Well, I guess one of the points we do this is sort of summed up by Susan Orleans in Introduction to The Best American Essays:

“Our voices matter to each other; we do wonder what goes on inside each other’s heads; we want to know each other, and we want to be known.”

Things that live within concepts

In “The Essay as a Form,” Theodor Adorno stresses the importance of the essayist’s ability to reconsider our traditional idea of truth and deconstruct definitions as we have come to know them. He notes that, unlike methodical, organized dissertation, the essay remains skeptical of fundamental definitions, and recognizes that “the longing for strict definitions has long offered to eliminate the irritating and dangerous elements of things that live within concepts.” In “Red Shoes,” Susan Griffin examines several preconceived notions about the color red, the boundaries of fiction, and matters reserved for “private life.” Throughout the essay, she transitions from her intellectual examination of these concepts into italicized font that describes her adolescent experiences, and the two “aspects of (her) argument interweave as in a carpet.” This unconventional structure gives the reader the impression of reading two essays at once, and thus exemplifies her assertion that “the form of the essay circumscribes imagination. At its edges, many other imagined possibilities are hovering,” Though she never explicitly connects the portions written in italicized font with the ones written in straight font, memories of her grandmother and her mother “hover over” her thoughtful examination of gender roles in today’s society. Not only do they physically frame her intellectual discussion, they add perspective and experience that further enhances her theories. These snippets from her past illustrate the “private life” that she refers to, and she keeps them separate from the rest of the essay to highlight the mainstream understanding and distinction of private and public matters. As Griffin notes in her essay, “what goes on in the private body, in the inner quarters of the mind, cannot fully be redeemed, or even understood, without public acknowledgment.” The reader gets the sense that as she writes this essay, she is trying to bring to light observations from her past to further understand the public’s perception of “the private sphere of life, which is also the sphere of life given over to women.” She is revisiting her adolescent view of things like red lipstick, the difference between her grandmother and her grandfather’s dresser, and the significance of a hidden black robe in order to deconstruct our own definitions of larger issues at stake.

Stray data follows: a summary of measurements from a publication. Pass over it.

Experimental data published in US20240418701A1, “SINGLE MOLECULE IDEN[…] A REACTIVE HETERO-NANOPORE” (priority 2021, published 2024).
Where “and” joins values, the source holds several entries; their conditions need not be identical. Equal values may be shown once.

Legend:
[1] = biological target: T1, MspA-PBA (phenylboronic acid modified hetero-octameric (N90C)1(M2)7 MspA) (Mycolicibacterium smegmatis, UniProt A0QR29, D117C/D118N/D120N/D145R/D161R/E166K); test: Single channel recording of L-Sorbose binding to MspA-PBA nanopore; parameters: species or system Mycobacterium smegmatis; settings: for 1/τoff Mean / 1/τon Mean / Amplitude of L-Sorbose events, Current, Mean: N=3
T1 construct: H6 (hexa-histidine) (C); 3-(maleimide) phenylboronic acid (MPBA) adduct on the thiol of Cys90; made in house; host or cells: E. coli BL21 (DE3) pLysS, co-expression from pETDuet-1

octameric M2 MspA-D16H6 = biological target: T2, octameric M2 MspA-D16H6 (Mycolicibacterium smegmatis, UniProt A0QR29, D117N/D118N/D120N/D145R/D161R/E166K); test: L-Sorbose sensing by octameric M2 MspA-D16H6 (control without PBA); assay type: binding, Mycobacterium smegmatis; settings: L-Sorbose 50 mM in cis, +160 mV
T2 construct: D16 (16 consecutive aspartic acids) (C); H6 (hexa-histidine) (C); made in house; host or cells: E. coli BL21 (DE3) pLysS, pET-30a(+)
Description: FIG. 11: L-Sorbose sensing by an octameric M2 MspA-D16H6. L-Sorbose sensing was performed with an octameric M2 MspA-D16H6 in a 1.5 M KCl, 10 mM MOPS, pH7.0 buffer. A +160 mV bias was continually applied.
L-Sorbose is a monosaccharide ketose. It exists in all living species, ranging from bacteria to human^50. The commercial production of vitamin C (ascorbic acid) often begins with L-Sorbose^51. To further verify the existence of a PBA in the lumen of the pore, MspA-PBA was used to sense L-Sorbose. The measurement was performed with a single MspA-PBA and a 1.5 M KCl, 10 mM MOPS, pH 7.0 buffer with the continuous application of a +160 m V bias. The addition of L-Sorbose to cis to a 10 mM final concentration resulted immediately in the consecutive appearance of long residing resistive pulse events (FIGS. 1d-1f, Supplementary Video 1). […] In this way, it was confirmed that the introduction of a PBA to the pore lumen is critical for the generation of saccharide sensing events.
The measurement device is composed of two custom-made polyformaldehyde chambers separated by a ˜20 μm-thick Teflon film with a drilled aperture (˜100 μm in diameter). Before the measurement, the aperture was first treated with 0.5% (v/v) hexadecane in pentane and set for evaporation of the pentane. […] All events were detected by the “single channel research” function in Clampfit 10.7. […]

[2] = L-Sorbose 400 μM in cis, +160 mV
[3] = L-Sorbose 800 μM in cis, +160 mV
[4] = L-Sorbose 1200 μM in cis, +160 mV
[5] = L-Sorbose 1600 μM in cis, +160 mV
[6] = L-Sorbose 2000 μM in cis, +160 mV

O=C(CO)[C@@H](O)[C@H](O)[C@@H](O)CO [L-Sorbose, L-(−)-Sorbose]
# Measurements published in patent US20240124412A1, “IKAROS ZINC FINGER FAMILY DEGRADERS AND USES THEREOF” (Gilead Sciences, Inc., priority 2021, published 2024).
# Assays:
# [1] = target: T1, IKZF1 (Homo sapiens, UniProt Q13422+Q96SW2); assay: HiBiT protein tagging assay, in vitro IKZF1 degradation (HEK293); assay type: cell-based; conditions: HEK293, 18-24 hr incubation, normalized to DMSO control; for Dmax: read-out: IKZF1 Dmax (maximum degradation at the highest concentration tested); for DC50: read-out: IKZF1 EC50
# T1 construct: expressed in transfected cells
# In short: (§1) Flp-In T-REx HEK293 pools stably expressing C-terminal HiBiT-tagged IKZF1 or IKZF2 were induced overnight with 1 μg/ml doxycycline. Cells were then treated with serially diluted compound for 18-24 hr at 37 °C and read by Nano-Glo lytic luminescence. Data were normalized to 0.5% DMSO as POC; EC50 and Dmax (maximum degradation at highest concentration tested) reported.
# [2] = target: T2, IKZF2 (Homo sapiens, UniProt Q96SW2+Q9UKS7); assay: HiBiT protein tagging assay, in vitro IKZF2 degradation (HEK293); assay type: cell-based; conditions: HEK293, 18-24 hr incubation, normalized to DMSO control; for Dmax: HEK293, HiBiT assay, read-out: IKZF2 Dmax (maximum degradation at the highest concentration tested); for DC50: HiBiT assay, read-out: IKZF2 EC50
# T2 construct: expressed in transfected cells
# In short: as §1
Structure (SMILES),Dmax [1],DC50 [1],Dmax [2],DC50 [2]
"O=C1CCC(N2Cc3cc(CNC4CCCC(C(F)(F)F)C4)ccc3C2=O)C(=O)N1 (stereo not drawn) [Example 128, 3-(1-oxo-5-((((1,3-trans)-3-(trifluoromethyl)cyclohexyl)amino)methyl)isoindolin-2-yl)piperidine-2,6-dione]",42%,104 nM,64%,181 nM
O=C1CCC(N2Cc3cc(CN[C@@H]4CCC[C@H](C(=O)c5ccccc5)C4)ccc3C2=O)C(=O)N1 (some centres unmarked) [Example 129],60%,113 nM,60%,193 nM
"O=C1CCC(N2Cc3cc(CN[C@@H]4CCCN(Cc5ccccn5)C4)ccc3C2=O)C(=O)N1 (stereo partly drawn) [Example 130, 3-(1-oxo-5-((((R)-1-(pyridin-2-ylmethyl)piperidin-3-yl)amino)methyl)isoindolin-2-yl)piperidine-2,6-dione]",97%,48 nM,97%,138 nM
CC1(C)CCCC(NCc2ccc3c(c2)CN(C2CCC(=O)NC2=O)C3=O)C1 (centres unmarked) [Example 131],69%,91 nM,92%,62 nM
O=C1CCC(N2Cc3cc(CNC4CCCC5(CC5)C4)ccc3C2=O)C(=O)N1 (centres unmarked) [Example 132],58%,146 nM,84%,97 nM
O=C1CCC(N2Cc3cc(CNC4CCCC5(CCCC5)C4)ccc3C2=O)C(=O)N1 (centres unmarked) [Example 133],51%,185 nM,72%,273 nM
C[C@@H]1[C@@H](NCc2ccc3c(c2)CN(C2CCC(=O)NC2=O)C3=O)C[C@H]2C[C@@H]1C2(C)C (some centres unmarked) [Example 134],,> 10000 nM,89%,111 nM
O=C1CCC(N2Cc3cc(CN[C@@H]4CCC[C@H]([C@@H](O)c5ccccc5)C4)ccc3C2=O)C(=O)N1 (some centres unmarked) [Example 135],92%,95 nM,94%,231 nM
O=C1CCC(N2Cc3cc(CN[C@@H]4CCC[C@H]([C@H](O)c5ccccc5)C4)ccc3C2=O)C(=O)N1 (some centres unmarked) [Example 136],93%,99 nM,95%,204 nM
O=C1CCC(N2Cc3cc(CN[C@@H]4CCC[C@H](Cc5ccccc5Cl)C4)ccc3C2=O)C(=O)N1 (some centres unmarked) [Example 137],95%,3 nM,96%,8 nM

A central theme of this essay, as signified in the title, is the color red. Griffin discusses the color red in several contexts, and uses it to provide a concrete reference point for her more abstract discussion about gender roles. Adorno notes that “the way in which the essay appropriates concepts is most easily comparable to the behavior of a man who is obliged, in a foreign country, to speak that country’s language instead of patching it together from its elements, as he did in school. He will read without a dictionary. If he has looked at the same word thirty times, in constantly changing contexts, he has a clearer grasp of it than he would if he looked up all the world’s meanings; meanings that are generally too narrow, considering they change depending on the context, and too vague in view of the nuances that the contexts established in every individual case.” Griffin examines the color red in several contexts, including shoes, lipstick, hair dye, and an overheard remark on the color of roses. She also refers to the color white and black and uses this color association to subtly suggest to the reader that we can deconstruct ideologies the same way we can deconstruct color implications. The reader can almost visualize her, staring at her outgrown, scuffed up red shoes, wondering why they appealed to her so much when she was younger. Maybe she started asking herself questions, like what made the color red so appealing, despite its “impracticality?” and instead of reducing her affection for the shoes to a physical, juvenile attraction sparked by the vibrant color, she began to understand what the color represents to her. This is just speculation on my part, but the unusual composition of the essay combined with its inquisitive manner and the use of “free association artistically controlled,” helps her accomplishes what Aldous Huxley considers to be the most satisfying type of essay. Griffin is able to blend “generalization with the anecdote, the homily with the autobiographical reminiscence,” and “makes use of the concrete particular to express some universal truth,” and presents it in a way that suggests she is coming to these insights at the same time as the reader.